Joint Centre for Mesoscale Meteorology (JCMM)


Secondary frontal waves
by Douglas Parker

Although interest in frontal waves, as instabilities of midlatitude frontal zones, goes back to the times of the Bergen school, with subsequent studies in later years, significant advances have recently been made, since the late 1980s.  The idea of secondary frontal waves stems from a duality in the understanding of frontal instability, which again dates to the times of the Bergen school.  In midlatitudes, cyclonic systems develop as baroclinic instabilities of the meridional temperature gradient, or 'polar front', as typified by the Charney and Eady models of baroclinic instability.  Within these baroclinic waves, the action of the shearing of the basic state s to form locally intense fronts which will reach small lengthscales in finite time (as shown by Hoskins and Bretherton, 1972).  Recently, it has been noted that the intense fronts associated with such developed baroclinic saves may themselves undergo instability, forming secondary cyclones, for example, on the trailing cold front.  These secondary systems occur on the mesoscale, can have extremely large growth rates, developing over one or two days, and are notoriously hard to forecast.  The recent studies of frontal waves focus on these secondary instabilities, although it could be argued that the difference between the secondary systems and their parent instabilities is only one of scale.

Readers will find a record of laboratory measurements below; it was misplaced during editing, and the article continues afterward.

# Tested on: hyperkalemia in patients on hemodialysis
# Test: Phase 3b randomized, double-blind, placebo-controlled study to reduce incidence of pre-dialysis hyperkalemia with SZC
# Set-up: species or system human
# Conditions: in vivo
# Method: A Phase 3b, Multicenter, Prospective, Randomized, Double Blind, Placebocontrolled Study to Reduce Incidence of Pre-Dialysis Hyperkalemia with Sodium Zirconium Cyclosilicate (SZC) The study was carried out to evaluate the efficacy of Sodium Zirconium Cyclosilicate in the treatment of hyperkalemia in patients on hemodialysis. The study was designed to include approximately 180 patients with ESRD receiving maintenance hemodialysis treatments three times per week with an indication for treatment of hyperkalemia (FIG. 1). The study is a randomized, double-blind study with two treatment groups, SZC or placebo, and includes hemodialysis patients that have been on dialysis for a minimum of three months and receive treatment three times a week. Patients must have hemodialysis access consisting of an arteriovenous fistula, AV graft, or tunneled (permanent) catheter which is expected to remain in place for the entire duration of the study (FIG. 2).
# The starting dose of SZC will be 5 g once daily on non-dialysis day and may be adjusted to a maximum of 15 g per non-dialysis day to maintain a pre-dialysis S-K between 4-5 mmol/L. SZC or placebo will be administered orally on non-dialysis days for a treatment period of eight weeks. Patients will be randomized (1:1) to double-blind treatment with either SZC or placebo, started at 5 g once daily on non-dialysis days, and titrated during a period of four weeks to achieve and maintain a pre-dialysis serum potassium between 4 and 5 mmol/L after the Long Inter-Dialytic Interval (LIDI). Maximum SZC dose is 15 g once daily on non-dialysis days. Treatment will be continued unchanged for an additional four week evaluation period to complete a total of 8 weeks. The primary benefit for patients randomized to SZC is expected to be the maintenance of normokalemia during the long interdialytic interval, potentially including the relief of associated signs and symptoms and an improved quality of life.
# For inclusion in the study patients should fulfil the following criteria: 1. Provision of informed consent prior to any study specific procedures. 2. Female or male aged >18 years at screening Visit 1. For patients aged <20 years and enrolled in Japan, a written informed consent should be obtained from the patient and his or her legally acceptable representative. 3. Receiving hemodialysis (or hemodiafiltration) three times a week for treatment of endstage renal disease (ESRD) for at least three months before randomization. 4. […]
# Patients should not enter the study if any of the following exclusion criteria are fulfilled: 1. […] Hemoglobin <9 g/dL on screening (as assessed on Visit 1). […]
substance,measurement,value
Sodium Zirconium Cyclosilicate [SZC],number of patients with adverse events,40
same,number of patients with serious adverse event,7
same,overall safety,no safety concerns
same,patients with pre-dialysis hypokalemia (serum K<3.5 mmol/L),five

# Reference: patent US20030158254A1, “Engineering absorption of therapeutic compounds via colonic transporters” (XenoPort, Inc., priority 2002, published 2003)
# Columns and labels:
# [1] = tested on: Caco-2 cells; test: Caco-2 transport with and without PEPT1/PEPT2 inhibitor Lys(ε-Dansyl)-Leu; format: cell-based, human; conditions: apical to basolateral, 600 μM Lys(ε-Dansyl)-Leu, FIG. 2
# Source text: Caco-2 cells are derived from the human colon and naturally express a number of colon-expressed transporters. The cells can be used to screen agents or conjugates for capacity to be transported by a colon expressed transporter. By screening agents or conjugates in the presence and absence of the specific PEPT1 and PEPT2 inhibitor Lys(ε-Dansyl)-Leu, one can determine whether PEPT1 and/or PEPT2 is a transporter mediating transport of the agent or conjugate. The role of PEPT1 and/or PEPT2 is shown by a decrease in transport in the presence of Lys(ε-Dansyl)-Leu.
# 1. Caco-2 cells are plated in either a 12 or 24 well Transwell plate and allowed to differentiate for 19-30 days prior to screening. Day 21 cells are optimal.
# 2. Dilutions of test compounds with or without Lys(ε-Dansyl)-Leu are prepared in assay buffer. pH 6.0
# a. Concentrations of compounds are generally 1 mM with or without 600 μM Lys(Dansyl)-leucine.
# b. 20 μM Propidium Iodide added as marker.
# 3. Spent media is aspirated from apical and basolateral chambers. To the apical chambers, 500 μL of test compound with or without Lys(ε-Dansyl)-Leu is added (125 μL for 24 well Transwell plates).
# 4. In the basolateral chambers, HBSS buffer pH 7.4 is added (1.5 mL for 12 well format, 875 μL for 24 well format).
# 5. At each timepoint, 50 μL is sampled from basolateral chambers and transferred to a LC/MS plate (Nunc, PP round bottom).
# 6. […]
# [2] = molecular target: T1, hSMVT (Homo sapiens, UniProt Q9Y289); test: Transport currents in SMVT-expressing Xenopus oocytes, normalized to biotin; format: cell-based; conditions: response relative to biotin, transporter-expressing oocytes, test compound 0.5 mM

Detailed observations of explosive cyclogenesis have recently taken place in the ERICA project of 1988/1989, studying rapidly intensifying cyclones over the West Atlantic, close to the East coast of the USA.  Although these systems develop rapidly on the baroclinicity between the Atlantic and the North American continent, with small horizontal scales, it may be argued that they represent 'primary' cyclogenesis, as they occur at the entrance to the Atlantic storm track.  In any case, the planetary scale flow feeding these systems, with westerlies from the continent flowing over the warm Gulf Stream water, provides different conditions for cyclone growth than the mature fronts which approach Northern Europe.  Other rapidly developing mesoscale cyclones include 'polar lows', which develop as cold polar air flows over high latitude oceans and are often associated with ice-boundaries.  Again, these phenomena are here regarded to be different from the secondary frontal cyclones which commonly affect the UK and France.

The issues at stake are the energy source for the development (whether baroclinic, as the primary synoptic frontal cyclones are known to be, or barotropic as some studies have found, how intense or 'explosive' growth rates occur, the role of moist processes (in conditioning the primary front and in influencing the secondary system) and the structure of the mature frontal wave.

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